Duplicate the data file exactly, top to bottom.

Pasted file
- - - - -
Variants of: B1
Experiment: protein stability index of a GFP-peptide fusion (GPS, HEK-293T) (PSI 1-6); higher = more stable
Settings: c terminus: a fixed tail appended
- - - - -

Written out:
Variants of: B1
Experiment: protein stability index of a GFP-peptide fusion (GPS, HEK-293T) (PSI 1-6); higher = more stable
Settings: c terminus: a fixed tail appended